Yes, I realize that my children are not who I am. However, I would not be who I am without them. Parenting is a “funny” thing. There are no user manuals given out at the birth of a child. You take the baby home and depend on books, parents and grandparents and other resources to help guide you as you raise them. If they become independent and are solid contributing citizens, you have accomplished much. The rest of who they are is determined by their own choices in life.

Fireworks

Firecrackers and Canadians and the Fourth of July

I was born July 3rd. My Dad used to say I was almost a firecracker. You know. Because of our nation’s Fourth of July anniversary – we overthrew the British.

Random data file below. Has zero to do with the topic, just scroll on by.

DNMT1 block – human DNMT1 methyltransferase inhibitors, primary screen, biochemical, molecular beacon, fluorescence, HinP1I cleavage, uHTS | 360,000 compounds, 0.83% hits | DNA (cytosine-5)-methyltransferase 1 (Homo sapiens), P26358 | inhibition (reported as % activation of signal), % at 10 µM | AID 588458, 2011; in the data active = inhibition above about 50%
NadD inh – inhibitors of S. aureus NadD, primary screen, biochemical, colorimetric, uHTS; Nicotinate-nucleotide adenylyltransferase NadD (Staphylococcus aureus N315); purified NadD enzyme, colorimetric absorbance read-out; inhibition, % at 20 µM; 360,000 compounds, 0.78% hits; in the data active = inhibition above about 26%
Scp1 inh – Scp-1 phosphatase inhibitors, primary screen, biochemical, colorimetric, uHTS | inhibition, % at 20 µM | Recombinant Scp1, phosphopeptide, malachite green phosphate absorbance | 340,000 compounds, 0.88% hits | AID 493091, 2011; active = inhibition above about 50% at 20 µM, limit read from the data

Ring any bells? Sorry. We had to do it. The tea tax was the last straw. So when we celebrate, people blow off firecrackers and there are fireworks displays all over our country.

Canadians are like the “me-too” cousin. They have a celebration called “Canada Day” on July 1st. Like that’s so original. These are the folks who refused to fight against King George during the Revolutionary War and slunk up north to take cover. And yet they copy our holidays. What is up with that?

I lived in Winnipeg, Manitoba for 4 (loonnng and coooollld) months nearly 30 years ago. It was the middle of April but felt like the first of February.

They do talk “funny”. Sentences are punctuated with “eh” and if they are oberly excited, “eh” is uttered almost every other word and their favorite sports? My goodness!